Even a small development or new additions inside the Government Botanical Garden never goes unnoticed by the visitors and local residents here.
The latest topic of discussion that has excited the residents of this hill station is the ongoing work on giving a face lift to one of its most prominent features which began on Monday .
The feature is the Fern House, which forms part of the lower garden and is surrounded by verdant lawns.
However not many are aware that the heritage landmark constructed well over a hundred years ago was nearly razed to the ground when preparations were being made for the Centenary Floral Carnival in 1995.
Officials felt that it was too old and had outlived its purpose.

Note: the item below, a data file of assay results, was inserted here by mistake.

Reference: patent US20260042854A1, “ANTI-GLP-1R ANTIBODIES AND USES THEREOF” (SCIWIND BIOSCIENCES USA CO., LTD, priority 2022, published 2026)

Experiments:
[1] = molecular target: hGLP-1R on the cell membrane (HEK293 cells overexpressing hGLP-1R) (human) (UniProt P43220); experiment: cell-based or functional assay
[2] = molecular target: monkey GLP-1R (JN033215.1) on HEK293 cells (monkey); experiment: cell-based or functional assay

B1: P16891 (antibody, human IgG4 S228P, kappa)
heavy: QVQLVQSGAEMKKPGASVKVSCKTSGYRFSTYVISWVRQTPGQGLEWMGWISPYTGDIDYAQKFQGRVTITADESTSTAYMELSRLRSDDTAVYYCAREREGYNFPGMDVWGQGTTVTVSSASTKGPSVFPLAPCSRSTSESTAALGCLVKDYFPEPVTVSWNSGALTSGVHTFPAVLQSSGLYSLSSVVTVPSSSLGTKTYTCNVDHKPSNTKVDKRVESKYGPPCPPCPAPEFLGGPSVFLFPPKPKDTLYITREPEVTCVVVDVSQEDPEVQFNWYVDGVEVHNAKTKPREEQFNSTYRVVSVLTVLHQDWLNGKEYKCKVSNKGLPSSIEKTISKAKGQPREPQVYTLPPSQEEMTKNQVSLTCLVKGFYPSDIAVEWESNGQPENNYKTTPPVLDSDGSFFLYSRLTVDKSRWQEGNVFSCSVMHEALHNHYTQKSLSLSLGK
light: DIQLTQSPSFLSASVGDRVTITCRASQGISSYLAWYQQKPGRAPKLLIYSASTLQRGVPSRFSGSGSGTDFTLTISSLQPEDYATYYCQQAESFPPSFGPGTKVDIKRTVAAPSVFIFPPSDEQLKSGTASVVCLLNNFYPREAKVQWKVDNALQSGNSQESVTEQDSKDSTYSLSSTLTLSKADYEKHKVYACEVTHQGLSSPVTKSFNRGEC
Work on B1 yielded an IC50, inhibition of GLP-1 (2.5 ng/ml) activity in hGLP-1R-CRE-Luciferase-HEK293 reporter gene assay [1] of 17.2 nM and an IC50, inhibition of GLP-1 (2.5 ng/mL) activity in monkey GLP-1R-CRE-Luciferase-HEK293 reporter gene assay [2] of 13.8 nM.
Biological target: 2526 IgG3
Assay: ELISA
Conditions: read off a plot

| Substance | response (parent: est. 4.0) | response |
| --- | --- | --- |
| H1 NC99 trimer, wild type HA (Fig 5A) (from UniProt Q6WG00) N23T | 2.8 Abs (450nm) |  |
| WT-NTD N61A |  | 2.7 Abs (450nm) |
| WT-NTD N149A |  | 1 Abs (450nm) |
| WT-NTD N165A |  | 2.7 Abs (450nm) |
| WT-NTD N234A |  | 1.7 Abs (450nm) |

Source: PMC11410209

With concern being expressed over its form and residents stressing its role in enhancing the prestige of the garden ,the authorities had retained it after carrying out some improvements.
It was re-christened then as the McIvor House in honour of William Graham McIvor, creator of the garden.
The Fern House had been designed to specifically house and propagate several varieties of pteridophytes or ferns which apart from being attractive were of immense educational value to students of Botany.
It was stated that the Botanical garden,-the pride of the Blue Mountains- is one of the few places where one can come across such a rich collection of pteridophytes.
Besides its utility as a conservatory, its heritage value and the special sentiments that it holds in the hearts of all visitors has made it a valuable property.
Speaking to The Hindu, Joint Director of Horticulture N.Mani said that it is now being repaired without making changes to its original structure.Simultaneously all the ferns would be labelled.
He said that even though the building had remained out of bounds for visitors, there are proposals to throw it open to the public.